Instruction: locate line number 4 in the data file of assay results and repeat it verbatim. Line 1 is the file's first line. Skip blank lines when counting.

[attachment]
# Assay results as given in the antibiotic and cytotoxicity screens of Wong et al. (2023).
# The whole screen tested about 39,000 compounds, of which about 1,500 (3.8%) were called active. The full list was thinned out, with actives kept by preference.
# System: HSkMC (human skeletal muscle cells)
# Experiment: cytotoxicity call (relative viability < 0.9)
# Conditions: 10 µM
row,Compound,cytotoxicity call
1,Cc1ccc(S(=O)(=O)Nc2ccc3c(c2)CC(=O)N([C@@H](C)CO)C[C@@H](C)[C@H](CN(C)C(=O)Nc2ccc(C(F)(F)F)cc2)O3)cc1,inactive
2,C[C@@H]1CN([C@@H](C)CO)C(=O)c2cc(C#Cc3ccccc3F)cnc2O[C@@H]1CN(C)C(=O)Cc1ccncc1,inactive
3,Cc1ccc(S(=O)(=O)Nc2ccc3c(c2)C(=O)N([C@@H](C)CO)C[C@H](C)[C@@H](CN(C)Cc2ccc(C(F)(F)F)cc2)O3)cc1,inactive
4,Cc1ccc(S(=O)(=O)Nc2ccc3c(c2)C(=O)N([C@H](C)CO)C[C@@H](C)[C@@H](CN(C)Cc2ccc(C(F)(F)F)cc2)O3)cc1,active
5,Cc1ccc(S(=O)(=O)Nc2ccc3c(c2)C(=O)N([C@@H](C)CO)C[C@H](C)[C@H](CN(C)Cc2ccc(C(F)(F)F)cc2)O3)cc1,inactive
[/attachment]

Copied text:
# Experiment: cytotoxicity call (relative viability < 0.9)